Florida residents experience the impact of the Endangered Species Act all around them: The sea turtles that nest on local beaches. The manatees that charm visitors to state parks in the winter. The wood storks that have become an increasingly common sight along local roadsides.
These species, and many others, were once considered potentially doomed. But decades of protection have turned things around. Sea-turtle nestings on local beaches have more than doubled from lows in the early 2000s. Florida's manatee counts have topped 6,000 for the last three years -- once, the population was thought to number just a few hundred. The number of wood storks in the southeastern United States was once declining at the rate of 5 percent a year, and scientists grimly predicted the species was headed for extinction. Now pairs of storks are visible throughout Volusia and Flagler counties, wading in roadside ditches and shallow lakes.
These are success stories, but the stories are not finished yet. Every day, birds, plants, fish and animals face competition for the resources they need to survive from the ever-increasing number of people who want to make Florida their home. The federal Endangered Species Act and the state's species-protection programs have nurtured these, and many other species: As The Daytona Beach News-Journal's Dinah Voyles Pulver reported, the state is home to 93 species considered endangered under the federal rules, and another 44 that are threatened.
Endangered species are considered in danger of extinction; the threatened status -- which the manatee was recently elevated to -- includes species that are likely to become endangered in the future.
There's little doubt, however, that the Endangered Species Act has levied a considerable cost for the protections it guarantees. The battles over preservation generally involve creatures that most people agree should be protected. But the history of the Endangered Species Act includes some episodes where the case was not nearly as clear -- such as the controversy over an undeniably endangered Mississippi frog that was "rebranded" as being from Louisiana, leading to a debate as to whether federal officials could designate private property as critical habitat for a species that hadn't been found in that area in more than 50 years, and might not survive there.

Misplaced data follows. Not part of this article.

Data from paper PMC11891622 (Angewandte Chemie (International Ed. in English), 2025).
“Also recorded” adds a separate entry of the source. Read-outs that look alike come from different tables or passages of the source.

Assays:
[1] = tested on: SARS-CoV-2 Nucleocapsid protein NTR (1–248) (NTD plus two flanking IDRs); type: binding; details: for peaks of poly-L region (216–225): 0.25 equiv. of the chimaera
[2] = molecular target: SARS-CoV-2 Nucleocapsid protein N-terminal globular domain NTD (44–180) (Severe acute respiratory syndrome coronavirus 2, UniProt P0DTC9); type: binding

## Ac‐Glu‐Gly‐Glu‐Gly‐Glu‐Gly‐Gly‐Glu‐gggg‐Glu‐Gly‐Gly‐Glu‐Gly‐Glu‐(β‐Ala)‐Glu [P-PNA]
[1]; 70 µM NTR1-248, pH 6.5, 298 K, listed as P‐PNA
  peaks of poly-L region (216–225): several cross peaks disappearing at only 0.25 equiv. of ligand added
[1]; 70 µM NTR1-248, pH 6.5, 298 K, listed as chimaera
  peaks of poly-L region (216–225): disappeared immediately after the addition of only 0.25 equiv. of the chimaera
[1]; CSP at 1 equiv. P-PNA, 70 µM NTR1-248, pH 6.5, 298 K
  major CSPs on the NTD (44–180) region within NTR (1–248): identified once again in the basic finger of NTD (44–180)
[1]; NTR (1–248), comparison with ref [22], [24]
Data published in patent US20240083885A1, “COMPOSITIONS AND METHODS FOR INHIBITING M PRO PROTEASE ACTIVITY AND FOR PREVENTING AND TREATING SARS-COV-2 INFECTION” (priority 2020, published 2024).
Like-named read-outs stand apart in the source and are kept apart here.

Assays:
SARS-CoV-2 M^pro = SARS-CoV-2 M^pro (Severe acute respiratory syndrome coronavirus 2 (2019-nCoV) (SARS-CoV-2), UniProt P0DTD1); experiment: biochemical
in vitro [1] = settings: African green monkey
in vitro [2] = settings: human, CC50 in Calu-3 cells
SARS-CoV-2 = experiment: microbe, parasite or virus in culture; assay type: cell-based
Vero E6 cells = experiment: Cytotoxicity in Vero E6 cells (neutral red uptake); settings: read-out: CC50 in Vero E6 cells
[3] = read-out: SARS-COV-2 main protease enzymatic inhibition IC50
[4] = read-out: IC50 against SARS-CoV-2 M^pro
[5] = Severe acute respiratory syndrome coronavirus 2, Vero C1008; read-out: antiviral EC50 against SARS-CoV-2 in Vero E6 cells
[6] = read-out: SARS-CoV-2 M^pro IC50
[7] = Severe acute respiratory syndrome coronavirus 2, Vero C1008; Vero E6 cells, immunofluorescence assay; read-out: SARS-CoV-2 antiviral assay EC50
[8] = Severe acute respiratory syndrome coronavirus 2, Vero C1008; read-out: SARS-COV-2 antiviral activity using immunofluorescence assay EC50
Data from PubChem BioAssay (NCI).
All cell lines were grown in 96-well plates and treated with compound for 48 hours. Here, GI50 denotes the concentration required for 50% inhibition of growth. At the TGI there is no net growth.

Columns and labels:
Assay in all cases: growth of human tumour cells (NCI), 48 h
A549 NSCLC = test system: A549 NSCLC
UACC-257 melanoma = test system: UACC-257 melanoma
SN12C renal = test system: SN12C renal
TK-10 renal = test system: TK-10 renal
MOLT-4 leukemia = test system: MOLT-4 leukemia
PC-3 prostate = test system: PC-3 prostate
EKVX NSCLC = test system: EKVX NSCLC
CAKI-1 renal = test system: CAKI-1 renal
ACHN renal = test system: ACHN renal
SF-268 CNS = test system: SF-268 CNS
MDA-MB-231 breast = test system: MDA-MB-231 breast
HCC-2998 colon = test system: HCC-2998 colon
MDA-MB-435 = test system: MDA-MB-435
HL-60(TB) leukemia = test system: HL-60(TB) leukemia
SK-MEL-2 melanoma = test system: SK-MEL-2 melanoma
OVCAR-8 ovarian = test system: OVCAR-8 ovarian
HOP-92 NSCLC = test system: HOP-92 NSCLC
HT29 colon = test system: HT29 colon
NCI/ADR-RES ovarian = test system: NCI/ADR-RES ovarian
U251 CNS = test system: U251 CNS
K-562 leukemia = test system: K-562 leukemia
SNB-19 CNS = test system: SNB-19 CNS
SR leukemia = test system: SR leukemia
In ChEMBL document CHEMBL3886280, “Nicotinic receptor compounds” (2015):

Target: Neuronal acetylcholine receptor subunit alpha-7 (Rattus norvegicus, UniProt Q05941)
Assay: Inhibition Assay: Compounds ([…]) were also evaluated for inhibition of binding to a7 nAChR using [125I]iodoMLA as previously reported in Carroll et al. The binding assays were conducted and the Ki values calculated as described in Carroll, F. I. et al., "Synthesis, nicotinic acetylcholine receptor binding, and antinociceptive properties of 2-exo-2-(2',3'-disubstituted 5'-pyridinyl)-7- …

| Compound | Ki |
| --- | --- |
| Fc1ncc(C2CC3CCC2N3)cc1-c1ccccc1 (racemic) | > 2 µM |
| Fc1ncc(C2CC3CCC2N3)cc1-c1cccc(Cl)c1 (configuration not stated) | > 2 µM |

The Trump administration says it wants to revamp and streamline the Endangered Species Act, leading to cries of alarm from environmental groups. That pushback is a good thing -- conservation-minded groups should keep a close eye on the proceedings and call foul if endangered-species protections will be legitimately weakened.
At the same time, however, these groups should acknowledge that, after four and half decades, the Endangered Species Act might benefit from an overhaul that whittles unnecessary regulation.
If environmental groups work with federal officials in good faith, they might just produce a law that both sides can agree is an improvement.